Meeting a Buddhist monk Lama Tashi is 96 years old and lives at an altitude of about 4000 meters (13,120 feet) in a monastery carved into the side of a mountain. (Ahem, hill. In Nepal, it’s not a mountain if it’s less than 6000 meters.) He charged me Rs 100 to pray for my trek, and then I gave him another Rs 500 to bless the rest of my life. Best $7.68 I’ve ever spent!
Counting to five Experts say chatting with locals is the fastest way to pick up a foreign language. So when a couple of little girls decided they needed my help to walk home from school, I took advantage of the opportunity and got them to teach me a few words. I will always think of their smiles when I recite: Ek, Dui, Tin, Cahr, Panc.
Catching pneumonia Getting sick overseas might seem like a bad thing, but it really wasn’t that terrible. I learned that even when I have a fever, can’t stop coughing, and might have fractured a rib (the pain was insane!), I could still hike to the next guesthouse… and the next one… and the one three days later. I feel nearly invincible! (Nearly. My body was so wrecked that I slept for four days straight when I finally got home.)
Biking to Bhaktapur File this under: “What was I thinking?” Even though I had been diagnosed with a lung infection and was on medication that warned against operating heavy machinery, I still felt the need to spend my last day in Nepal doing something exciting. After pedaling through rush hour traffic (terrifying!), avoiding potholes the size of elephants on back roads (impossible!), and huffing and puffing my way up some killer hills (spin class doesn’t prepare you for this!), I made it to the medieval town of Bhaktapur. There, I took in views of ancient temples and enjoyed a calm cup of tea. The thought of traveling the treacherous 22 kilometers back to Kathmandu was almost too much, but I channeled my inner NYC bike messenger and completed the round trip.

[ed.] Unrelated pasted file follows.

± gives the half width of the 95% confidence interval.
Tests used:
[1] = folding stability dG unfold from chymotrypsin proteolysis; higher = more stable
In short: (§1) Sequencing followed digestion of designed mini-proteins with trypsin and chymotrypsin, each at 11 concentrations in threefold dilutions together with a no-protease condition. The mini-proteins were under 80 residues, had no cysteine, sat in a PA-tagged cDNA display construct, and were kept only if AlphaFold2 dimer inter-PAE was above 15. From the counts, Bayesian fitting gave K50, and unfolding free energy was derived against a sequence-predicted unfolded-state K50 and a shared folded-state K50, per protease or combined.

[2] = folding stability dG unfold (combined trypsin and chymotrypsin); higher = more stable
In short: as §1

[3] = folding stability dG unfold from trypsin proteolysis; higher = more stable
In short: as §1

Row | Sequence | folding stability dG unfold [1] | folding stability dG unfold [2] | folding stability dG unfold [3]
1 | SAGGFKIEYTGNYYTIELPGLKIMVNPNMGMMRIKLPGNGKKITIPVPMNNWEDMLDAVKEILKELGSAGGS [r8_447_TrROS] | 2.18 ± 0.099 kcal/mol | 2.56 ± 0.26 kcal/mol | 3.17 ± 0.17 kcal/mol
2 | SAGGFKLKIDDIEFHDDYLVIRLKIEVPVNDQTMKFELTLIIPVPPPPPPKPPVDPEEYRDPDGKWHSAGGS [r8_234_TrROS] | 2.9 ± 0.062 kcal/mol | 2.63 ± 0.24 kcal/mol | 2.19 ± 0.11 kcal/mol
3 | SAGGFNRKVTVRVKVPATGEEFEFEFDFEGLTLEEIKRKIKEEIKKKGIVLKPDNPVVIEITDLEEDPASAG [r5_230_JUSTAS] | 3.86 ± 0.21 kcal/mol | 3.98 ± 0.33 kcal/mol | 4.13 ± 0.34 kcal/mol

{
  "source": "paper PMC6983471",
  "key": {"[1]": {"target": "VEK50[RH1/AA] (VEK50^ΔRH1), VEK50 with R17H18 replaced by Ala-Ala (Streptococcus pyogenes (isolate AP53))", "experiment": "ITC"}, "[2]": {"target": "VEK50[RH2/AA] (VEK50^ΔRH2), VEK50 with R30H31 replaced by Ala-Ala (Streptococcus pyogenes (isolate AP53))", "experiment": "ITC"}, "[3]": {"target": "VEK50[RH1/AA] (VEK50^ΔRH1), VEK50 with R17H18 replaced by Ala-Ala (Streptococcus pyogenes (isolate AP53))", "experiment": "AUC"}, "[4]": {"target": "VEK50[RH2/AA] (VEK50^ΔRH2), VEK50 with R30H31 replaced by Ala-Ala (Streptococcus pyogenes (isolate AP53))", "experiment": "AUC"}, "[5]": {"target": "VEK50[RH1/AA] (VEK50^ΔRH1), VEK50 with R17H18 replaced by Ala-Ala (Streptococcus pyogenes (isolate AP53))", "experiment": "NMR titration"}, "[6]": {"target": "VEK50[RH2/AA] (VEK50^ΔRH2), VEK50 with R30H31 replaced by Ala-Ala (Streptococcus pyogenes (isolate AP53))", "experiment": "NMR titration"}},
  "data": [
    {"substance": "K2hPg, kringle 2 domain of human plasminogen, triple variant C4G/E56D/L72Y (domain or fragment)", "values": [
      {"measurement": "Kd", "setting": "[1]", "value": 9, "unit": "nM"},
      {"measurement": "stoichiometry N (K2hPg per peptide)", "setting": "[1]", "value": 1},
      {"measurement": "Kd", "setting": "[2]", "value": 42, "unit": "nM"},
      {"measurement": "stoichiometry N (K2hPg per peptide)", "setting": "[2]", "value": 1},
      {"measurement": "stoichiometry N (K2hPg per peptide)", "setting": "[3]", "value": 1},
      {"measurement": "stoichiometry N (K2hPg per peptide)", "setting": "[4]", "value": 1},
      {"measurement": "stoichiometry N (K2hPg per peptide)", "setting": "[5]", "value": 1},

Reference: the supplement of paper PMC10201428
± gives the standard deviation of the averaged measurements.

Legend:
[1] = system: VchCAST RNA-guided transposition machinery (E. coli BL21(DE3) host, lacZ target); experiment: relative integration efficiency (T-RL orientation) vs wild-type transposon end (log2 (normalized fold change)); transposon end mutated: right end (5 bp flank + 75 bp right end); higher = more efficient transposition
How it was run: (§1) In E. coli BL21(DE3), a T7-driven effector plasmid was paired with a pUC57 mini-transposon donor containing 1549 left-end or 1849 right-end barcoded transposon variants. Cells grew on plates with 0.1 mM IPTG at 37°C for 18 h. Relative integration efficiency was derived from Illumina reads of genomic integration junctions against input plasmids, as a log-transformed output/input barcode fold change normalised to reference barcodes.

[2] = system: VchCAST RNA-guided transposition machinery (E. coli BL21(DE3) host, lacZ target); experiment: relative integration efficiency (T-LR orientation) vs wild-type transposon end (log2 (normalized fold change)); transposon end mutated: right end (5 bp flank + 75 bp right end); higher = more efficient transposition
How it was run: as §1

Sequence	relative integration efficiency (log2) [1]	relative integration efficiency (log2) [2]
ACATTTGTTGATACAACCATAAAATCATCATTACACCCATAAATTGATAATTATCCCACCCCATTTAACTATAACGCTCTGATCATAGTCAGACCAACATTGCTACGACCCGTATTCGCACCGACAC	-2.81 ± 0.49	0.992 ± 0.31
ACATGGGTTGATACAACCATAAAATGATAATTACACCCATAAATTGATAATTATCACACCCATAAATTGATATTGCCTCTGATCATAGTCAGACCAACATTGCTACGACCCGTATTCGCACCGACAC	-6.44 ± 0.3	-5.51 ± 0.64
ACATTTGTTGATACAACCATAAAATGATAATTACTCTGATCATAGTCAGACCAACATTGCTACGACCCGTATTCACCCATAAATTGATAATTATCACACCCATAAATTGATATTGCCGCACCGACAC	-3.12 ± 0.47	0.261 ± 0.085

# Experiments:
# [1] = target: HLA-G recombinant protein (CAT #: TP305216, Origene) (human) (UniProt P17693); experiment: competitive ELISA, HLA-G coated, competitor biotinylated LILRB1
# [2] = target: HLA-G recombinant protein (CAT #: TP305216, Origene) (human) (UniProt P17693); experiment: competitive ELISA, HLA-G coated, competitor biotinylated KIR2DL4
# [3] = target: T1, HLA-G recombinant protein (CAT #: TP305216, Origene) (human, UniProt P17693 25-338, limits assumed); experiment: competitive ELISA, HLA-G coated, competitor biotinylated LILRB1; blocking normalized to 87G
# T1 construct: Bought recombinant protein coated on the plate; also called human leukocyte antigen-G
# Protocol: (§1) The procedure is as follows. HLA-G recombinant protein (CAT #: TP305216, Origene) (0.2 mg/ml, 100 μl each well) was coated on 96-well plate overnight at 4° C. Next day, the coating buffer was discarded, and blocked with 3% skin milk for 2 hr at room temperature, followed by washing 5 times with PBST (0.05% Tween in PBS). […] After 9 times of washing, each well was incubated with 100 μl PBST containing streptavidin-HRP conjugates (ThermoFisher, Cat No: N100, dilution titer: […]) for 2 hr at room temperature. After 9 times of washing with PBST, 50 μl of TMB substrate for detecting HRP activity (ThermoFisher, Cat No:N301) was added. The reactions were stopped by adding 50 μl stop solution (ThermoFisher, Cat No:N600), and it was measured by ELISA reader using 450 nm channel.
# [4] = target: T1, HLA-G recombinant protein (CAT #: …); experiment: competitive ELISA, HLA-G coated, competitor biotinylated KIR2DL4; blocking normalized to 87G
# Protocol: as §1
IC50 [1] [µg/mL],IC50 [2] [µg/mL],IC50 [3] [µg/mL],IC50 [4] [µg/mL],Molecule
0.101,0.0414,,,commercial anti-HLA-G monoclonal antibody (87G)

Now that I’m home, I’m looking forward to lacing up my running shoes and getting back to my normal routine. Stay tuned for more adventures!
I’m a week into my trek on the Annapurna Circuit and my legs and spirit are still holding up. I was a bit worried that after climbing to Everest Base Camp I’d be sick of gorgeous mountain views and not being able to wash my hair (so sexy!). But this region of Nepal has been keeping me entertained and I’m getting used to the basic accommodations. (Though I must admit, I’ve been having dreams about sudsing up with Head & Shoulders shampoo.)
Today I’m in Manang, a village in the Manang district that measures in at 3600 meters. Low enough to breathe comfortably, but high enough to get winded walking up a steep hill. About 500 families in this village consider the peaks of Annapurna II, Annapurna III, Gangapurna, and Chulu East to be their neighbors.